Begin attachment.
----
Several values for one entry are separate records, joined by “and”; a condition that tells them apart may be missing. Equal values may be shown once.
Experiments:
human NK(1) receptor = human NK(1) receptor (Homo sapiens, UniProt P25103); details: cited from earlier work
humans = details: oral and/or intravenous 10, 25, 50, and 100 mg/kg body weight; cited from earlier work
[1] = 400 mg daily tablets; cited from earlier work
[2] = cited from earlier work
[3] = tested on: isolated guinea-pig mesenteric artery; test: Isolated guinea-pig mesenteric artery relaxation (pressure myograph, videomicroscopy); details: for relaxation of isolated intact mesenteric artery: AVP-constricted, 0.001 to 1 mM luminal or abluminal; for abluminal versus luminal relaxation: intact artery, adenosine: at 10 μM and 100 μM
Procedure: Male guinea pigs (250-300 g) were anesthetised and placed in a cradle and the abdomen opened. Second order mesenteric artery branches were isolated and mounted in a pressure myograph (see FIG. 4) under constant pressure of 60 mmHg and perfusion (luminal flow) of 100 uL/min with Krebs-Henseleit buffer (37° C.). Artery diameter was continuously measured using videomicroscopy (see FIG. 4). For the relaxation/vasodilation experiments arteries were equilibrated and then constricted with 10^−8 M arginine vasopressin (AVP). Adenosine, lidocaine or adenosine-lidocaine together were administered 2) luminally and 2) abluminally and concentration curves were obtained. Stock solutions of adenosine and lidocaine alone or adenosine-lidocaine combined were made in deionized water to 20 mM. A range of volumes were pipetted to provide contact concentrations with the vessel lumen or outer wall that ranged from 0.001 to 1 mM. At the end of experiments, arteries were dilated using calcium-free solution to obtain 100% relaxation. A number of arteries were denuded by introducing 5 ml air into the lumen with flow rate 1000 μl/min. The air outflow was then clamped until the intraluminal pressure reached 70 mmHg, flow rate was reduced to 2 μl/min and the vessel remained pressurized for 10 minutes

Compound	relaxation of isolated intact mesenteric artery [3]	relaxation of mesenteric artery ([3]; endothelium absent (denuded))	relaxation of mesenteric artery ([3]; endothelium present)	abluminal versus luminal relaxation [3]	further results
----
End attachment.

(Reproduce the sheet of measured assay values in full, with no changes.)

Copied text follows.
Several values for one entry are separate records, joined by “and”; a condition that tells them apart may be missing. Equal values may be shown once.
Experiments:
human NK(1) receptor = human NK(1) receptor (Homo sapiens, UniProt P25103); details: cited from earlier work
humans = details: oral and/or intravenous 10, 25, 50, and 100 mg/kg body weight; cited from earlier work
[1] = 400 mg daily tablets; cited from earlier work
[2] = cited from earlier work
[3] = tested on: isolated guinea-pig mesenteric artery; test: Isolated guinea-pig mesenteric artery relaxation (pressure myograph, videomicroscopy); details: for relaxation of isolated intact mesenteric artery: AVP-constricted, 0.001 to 1 mM luminal or abluminal; for abluminal versus luminal relaxation: intact artery, adenosine: at 10 μM and 100 μM
Procedure: Male guinea pigs (250-300 g) were anesthetised and placed in a cradle and the abdomen opened. Second order mesenteric artery branches were isolated and mounted in a pressure myograph (see FIG. 4) under constant pressure of 60 mmHg and perfusion (luminal flow) of 100 uL/min with Krebs-Henseleit buffer (37° C.). Artery diameter was continuously measured using videomicroscopy (see FIG. 4). For the relaxation/vasodilation experiments arteries were equilibrated and then constricted with 10^−8 M arginine vasopressin (AVP). Adenosine, lidocaine or adenosine-lidocaine together were administered 2) luminally and 2) abluminally and concentration curves were obtained. Stock solutions of adenosine and lidocaine alone or adenosine-lidocaine combined were made in deionized water to 20 mM. A range of volumes were pipetted to provide contact concentrations with the vessel lumen or outer wall that ranged from 0.001 to 1 mM. At the end of experiments, arteries were dilated using calcium-free solution to obtain 100% relaxation. A number of arteries were denuded by introducing 5 ml air into the lumen with flow rate 1000 μl/min. The air outflow was then clamped until the intraluminal pressure reached 70 mmHg, flow rate was reduced to 2 μl/min and the vessel remained pressurized for 10 minutes

Compound	relaxation of isolated intact mesenteric artery [3]	relaxation of mesenteric artery ([3]; endothelium absent (denuded))	relaxation of mesenteric artery ([3]; endothelium present)	abluminal versus luminal relaxation [3]	further results